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RCMP slow to search for missing man

A body was found in Lake Laberge on Sunday.Recreational kayakers paddling the lake’s east shore found the partially submerged body of a…

A body was found in Lake Laberge on Sunday.

Recreational kayakers paddling the lake’s east shore found the partially submerged body of a Caucasian, adult male.

They provided GPS co-ordinates to police.

The body has not yet been identified, said an RCMP spokesperson on Tuesday.

Dental records and fingerprints have to be checked, she said.

But many assume it’s the body of Robbie King, a 52-year-old Whitehorse man who was reported missing June 20th.

“I mean, how many people are missing?” said King’s longtime friend Paul Warner.

Warner first met with police on June 22nd, after a minivan King was driving and his dog were found abandoned near Kishwoot Island.

“The RCMP said they’d have a boat in the water that day,” he said.

“But that wasn’t done.”

The police did “an informal search” on the 23rd when the RCMP River Quest team was out training, said the police spokesperson.

Search and rescue crews went out on the 25th, she added.

“During the river search, they looked in back eddies and snags.

“But the river is high and they still have plans to go back when the river reduces, because you can’t see the bottom when it’s high.”

Warner repeatedly asked the police to contact King’s family.

“They finally called them on Wednesday (the 27th),” he said.

The family chartered a plane and flew up Friday.

“And the RCMP didn’t really start moving until the family was here,” said Warner.

“A whole week passed.”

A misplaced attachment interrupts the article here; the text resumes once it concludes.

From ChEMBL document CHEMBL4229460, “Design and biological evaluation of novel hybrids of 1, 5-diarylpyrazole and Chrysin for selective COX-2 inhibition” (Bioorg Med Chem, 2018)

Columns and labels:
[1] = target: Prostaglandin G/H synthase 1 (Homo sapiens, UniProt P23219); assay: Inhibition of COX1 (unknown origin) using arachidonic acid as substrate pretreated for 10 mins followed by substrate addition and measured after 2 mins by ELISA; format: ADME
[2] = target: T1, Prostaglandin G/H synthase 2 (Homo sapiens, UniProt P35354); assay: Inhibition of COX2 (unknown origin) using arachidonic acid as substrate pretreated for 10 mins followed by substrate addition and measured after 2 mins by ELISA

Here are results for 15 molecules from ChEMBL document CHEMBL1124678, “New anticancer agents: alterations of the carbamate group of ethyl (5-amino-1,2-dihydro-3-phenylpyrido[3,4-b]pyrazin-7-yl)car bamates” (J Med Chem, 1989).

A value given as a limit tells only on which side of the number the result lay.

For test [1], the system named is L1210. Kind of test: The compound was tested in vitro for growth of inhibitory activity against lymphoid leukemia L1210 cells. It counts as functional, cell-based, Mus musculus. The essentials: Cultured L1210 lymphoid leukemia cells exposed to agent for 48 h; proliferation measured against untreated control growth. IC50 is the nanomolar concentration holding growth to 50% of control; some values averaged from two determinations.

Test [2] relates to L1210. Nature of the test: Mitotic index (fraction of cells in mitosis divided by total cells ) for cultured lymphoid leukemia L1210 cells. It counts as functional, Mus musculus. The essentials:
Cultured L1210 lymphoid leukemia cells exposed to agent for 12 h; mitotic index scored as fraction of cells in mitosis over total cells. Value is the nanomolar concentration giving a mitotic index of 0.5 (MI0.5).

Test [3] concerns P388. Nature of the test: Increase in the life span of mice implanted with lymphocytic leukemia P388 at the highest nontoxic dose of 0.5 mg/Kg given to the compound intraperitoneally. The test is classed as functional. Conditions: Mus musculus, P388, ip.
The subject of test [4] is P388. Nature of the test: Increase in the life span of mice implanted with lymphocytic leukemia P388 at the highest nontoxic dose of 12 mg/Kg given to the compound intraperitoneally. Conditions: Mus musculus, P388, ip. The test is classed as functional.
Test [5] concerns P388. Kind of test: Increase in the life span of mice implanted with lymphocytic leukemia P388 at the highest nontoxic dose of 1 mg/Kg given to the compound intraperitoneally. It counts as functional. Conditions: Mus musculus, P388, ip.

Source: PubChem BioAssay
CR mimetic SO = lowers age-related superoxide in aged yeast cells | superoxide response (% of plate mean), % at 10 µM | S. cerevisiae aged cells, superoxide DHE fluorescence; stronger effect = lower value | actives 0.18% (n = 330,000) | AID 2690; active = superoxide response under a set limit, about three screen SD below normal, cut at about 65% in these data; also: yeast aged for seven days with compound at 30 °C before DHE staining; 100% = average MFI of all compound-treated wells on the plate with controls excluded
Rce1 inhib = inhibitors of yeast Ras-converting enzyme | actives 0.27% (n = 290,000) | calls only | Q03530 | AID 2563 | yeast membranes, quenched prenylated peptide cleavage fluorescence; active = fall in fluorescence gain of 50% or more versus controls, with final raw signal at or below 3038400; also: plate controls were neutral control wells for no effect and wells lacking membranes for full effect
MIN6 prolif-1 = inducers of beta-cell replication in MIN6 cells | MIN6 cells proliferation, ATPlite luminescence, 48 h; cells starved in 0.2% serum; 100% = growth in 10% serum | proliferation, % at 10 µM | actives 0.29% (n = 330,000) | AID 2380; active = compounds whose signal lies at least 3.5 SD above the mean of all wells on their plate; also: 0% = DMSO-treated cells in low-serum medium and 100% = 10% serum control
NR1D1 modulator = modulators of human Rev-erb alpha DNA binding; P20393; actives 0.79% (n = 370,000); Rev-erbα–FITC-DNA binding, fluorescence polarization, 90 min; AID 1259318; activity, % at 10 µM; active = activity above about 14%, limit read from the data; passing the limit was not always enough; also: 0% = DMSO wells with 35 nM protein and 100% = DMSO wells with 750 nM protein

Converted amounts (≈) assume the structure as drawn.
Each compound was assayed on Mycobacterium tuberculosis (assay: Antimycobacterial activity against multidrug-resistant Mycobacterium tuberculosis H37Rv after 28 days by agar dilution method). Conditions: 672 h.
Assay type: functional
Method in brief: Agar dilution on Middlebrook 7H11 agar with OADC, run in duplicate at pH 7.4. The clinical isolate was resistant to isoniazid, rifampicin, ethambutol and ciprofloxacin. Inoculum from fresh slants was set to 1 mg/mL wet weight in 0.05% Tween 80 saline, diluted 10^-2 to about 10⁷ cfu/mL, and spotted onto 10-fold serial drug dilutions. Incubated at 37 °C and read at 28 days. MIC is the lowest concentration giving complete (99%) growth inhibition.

“First, we have to establish if indeed he is missing,” said the RCMP spokesperson.

“Circumstances dictate what happens and each investigation is different.”

Warner borrowed a boat and went out on the river with King’s family.

And on Canada Day, the family searched Kishwoot Island with the RCMP and its police dog, he said.

The police dog also searched the Kishwoot area on the 22nd and the 23rd, said the RCMP spokesperson.

“Every time I called, the police didn’t seem to know anything,” said Warner.

“It was shocking to me.”

When Warner’s wife Betty asked police about the search crew, the officer she was speaking with hung up.

More than a week after the disappearance, Warner was happy to see posters of King at the police station.

“But it turns out it was the family who made the posters,” he said.

Frustrated, Warner left the RCMP a message referring to its incompetence.

He didn’t hear back until King’s family arrived.

“Then that officer called three times, telling me all they were doing,” he said.

When she questioned RCMP about King, Warner’s wife was told not to expect police who’d just come on shift to know everything.

 “I got the feeling they thought he committed suicide and were just going to wait until the body showed up,” said Warner.

But Warner doesn’t think it was suicide.

“I think it was foul play,” he said.

Warner, who’s known King for 25 years, used to curl and fish with his friend.

The investigation into King’s disappearance is ongoing, said the RCMP spokesperson.